Without Words

Posted Jul 19, 2011 by 3 Comments

“What’s your name?” I repeated, a little louder this time. She was sitting away from the others, with her head down. The light coming in from the room’s only window didn’t reach her face. I couldn’t tell if she’d heard me or not.

After I repeated the question for a third time, I started to feel a little annoyed. Surely I was close enough for her to hear me. I gave up for the moment and turn my attention back to the meeting that was in progress.

I found everyone in the room silent and staring back at me.

Confused, I attempted to evaluate my situation. Had I committed a terrible cultural error? The sound of a bench scraping the concrete floor broke the silence. A slight man stood up and moved closer to me, as the rest of the room sat still.

“Her name is Judy,” he said gently. “She can’t hear you, but she wants to know what you’re saying.”

Welcome to Kware, the home of hundreds in Ongata Rongai.

I looked at the woman again, not entirely understanding what was happening. She stared back at me like she’s seen me for the first time and began making graceful movements with her hands. She seemed just as confused as I was.

How could I have missed the fact that she was deaf?


Of the hundreds of people who are part of Beacon of Hope’s programs, Judy is the only one who is deaf.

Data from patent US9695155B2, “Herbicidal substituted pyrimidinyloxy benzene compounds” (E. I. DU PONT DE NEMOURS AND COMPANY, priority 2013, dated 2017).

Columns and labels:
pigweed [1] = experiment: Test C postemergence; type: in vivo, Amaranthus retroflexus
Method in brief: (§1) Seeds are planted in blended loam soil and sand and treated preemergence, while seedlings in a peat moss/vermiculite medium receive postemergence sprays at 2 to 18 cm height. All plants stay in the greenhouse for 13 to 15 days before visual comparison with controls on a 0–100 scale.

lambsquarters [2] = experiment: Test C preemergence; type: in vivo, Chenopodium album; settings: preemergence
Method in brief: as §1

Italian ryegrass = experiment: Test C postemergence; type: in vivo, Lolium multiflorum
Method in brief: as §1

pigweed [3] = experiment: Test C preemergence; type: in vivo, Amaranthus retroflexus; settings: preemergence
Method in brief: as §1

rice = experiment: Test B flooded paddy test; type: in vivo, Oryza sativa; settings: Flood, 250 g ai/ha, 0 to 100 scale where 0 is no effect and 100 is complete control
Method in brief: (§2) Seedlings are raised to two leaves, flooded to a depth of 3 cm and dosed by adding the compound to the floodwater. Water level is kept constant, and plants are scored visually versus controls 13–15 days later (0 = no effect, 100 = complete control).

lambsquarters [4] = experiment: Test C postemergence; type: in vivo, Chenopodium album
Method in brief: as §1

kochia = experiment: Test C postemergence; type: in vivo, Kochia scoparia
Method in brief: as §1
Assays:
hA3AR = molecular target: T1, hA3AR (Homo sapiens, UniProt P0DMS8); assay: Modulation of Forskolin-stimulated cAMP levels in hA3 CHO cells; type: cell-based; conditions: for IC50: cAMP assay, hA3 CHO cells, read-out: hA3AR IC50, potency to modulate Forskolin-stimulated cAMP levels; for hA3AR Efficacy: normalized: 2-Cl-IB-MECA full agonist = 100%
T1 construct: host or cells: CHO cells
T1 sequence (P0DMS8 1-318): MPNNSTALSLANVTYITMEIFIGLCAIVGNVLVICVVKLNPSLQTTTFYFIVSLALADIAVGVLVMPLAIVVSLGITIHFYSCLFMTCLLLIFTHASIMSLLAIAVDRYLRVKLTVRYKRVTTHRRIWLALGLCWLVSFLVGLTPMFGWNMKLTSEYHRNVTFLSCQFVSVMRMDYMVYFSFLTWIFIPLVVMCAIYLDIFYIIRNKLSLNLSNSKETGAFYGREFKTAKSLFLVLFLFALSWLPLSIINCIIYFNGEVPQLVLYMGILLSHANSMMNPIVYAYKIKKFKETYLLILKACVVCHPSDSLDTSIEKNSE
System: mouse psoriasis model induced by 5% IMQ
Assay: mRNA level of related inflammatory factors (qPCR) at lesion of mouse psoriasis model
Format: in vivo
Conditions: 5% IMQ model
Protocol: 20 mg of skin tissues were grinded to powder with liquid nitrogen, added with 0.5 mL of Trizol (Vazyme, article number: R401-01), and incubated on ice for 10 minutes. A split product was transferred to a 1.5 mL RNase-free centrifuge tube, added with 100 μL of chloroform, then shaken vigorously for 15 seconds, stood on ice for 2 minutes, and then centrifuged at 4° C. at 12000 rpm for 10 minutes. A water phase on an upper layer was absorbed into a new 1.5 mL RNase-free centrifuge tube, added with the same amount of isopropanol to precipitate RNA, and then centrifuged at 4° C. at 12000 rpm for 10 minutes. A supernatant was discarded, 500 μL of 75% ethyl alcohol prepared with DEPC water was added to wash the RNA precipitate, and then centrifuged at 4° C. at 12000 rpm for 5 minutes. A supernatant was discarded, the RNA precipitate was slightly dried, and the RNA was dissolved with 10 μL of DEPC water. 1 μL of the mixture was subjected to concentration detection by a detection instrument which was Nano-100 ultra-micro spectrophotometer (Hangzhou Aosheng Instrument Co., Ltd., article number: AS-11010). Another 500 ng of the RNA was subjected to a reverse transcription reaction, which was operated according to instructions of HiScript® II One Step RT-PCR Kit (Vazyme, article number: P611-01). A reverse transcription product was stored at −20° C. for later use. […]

Through Jack, the gracious man I’d met, I learned that Judy was married with three children.

They all lived nearby, in small house in Kware Slum. Kware is smaller than most of the slums in Nairobi. It’s not as famous as Kibera, or as dangerous as Korogocho. In fact, you’d miss it entirely if you stay on the main roads in Rongai. But for many people, Kware slum is still the only place they can call home.

The slum is slowly being squeezed out of the city as Rongai grows. People are buying property and setting up small businesses within the slum’s boundaries, which takes away from living space.

You could say that the area is getting better, but for those living inside, the streets are still as dangerous as they’ve always been. The roads are still nearly impassible, food is still too expensive and the smell of human waste is still overwhelming.

Through Jack, I learned what life was like in Judy’s world.

Now imagine daily life in Kware being deaf.

The Caregivers